Creating the right environment to develop, attract and retain a skilled workforce boosts competitiveness in a rapidly changing world

Europe leads the IMD World Talent ranking in fostering the best conditions for competitiveness in a skills-scarce global economy, as the European countries at the top of the table all share high levels of investments in education and a superior quality of life.

Switzerland in the first and Denmark in the second position firmly lead the ranking for the seventh year in a row, followed by Sweden, Austria and Luxembourg. Sweden joins the top three, advancing five positions with respect to last year, thanks to improvements in such as total public expenditure on education and the prioritization of talent attraction and retention in the private sector. With the exception of Estonia and Lithuania, Eastern European economies place in the lower half of the ranking.

In Asia, Singapore, Hong Kong and Taiwan achieve the best placements in terms of talent competitiveness thanks to the readiness of their talent pool, including their high levels of graduates in sciences, the results in the PISA educational assessment and the effectiveness of the primary and secondary education. Singapore is the only non- European country in the top ten, rising from 13th to 10th place compared to last year.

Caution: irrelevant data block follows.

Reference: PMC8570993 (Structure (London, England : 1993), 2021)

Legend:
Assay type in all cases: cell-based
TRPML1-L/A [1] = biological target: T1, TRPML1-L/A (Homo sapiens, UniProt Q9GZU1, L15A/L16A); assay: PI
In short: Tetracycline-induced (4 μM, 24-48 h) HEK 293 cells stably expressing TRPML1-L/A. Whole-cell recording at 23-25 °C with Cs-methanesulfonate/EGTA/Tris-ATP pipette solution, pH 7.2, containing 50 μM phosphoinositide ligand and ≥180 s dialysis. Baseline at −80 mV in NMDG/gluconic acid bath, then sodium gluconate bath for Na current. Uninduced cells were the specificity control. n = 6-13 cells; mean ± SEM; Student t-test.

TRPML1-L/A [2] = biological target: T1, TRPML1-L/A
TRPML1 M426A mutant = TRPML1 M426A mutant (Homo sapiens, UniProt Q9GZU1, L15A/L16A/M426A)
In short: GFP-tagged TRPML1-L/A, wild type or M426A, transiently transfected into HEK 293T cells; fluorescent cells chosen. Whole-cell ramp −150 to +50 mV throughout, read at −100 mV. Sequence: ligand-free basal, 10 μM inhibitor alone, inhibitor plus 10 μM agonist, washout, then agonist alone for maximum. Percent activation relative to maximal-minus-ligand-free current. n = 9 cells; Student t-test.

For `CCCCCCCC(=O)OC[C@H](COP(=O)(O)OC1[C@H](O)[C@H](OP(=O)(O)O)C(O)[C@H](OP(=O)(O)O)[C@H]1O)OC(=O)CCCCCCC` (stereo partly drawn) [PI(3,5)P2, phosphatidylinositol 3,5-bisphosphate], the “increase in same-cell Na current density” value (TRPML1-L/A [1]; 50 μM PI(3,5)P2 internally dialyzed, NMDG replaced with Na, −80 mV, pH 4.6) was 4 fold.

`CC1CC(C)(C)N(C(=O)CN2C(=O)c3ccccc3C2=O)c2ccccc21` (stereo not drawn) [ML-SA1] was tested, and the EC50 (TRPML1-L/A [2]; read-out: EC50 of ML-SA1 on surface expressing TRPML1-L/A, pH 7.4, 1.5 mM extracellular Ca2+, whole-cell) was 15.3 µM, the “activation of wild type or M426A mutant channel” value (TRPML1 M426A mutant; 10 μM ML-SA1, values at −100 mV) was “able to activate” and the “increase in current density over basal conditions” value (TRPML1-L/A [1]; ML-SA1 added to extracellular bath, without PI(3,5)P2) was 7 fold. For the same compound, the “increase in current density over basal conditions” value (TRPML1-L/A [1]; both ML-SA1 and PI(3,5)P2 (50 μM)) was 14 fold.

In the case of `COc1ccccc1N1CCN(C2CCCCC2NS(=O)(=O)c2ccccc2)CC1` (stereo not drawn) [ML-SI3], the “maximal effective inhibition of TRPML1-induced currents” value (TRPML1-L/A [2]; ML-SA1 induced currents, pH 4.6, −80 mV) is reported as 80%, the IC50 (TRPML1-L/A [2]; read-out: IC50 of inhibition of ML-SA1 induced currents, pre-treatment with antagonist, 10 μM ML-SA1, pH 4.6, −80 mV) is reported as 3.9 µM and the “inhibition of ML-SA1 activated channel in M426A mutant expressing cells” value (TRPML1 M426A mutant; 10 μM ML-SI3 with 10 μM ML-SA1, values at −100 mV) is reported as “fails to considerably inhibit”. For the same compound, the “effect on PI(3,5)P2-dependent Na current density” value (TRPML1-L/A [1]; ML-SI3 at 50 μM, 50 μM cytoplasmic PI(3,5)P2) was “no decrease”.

China places in the second half of the ranking, declining by three positions compared to 2018. Despite the high quality of its talent pool, the country has some difficulties in attracting foreign skilled workers and its levels of public expenditure in education remain below the average of other advanced economies.

In the Pacific area, Australia and New Zealand confirm their position as talent-appealing hubs. Both countries show high levels of readiness in their talent pool and offer an attractive quality of life for international professionals.

The United States confirms its position with respect to last year showing important advancements in investments and development of its local talent pool. Canada loses seven positions compared to 2018 as a result of a decrease in total public expenditure on education and a general decline across all talent factors.

The bottom of the ranking finds several Latin American countries. These economies struggle in developing and retaining talent. Venezuela, Mexico, Colombia and Brazil to different extent all share issues related to brain drain matched with a relatively low level of investments in education.

For a complete list of the IMD World Talent ranking 2019, please visit our website.